format: 1B = 6;
    nick: 12B string;
    updated: 6B timestamp;
    signed_data_2:
      expires: 6B timestamp;
      master_key: 32B;
      sign_key: 32B;
    master_sig: 64B signature of signed_data_2;
    encr_key: 32B;
    reserved: 32B;
    old_encr_keys: array[ 1B ] of 32B;
    fullname: string[ 1B ];
    hosts: array[ 1B ] of 20B;
    backup: array[ 1B ] of 20B;
    textnote: string[ 1B ];
  signature: 64B signature of signed_data;

Message

Messages are delivered as a notice only and the recipient retrives the message file using ot protocol. Sender tries to contact nodes in the following order:

Additionally any node contacted during the query may offer to store just the notice and forward it as soon as it hears from recipient. This is most effective for nodes closest to recipient ID or additional host ID. Becouse when a node goes online, it searches for its ID to populate its routing buckets and has high chance to hit nodes that were closest during the query.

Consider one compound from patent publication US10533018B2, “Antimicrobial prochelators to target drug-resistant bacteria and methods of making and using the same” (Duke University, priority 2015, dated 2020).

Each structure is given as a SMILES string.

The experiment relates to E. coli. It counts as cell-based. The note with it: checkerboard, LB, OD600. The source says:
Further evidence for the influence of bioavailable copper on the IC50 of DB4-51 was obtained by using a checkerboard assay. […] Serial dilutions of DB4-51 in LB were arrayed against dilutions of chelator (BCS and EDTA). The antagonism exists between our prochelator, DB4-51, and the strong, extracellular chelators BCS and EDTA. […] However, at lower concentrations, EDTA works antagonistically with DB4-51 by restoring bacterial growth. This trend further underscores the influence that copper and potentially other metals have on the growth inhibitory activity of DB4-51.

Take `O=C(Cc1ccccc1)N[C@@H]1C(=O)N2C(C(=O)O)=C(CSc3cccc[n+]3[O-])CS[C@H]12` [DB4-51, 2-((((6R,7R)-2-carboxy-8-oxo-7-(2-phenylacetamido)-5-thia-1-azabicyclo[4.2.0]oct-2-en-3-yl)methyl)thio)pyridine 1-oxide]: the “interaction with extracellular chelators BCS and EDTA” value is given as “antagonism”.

When recipient, additional(?) or backup node fully recieves a message it creates and signs a reception notice and send it as a reply for next message queries. When a node not higher in the above list recieves this reception notice it should delete that message and keep forwarding the notice for a while. This prevents delivered messages from wasting storage space.

When no reception signature is available then msgResult is used instead of msgReceipt. Client then can use the provided nodes to advance it's DHT search.

For example (A) Friend of sender contacts a (B) backup node about some message but B already has that message (or a reception notice). B replies with a reception notice. A deletes that message and keeps the notice.

Nodes specified in recipient's profile must be configured to accept messages for it (by the profile ovner).

After period of inactivity reception notices are deleted. Old undelivered messages can be deleted too but after much longer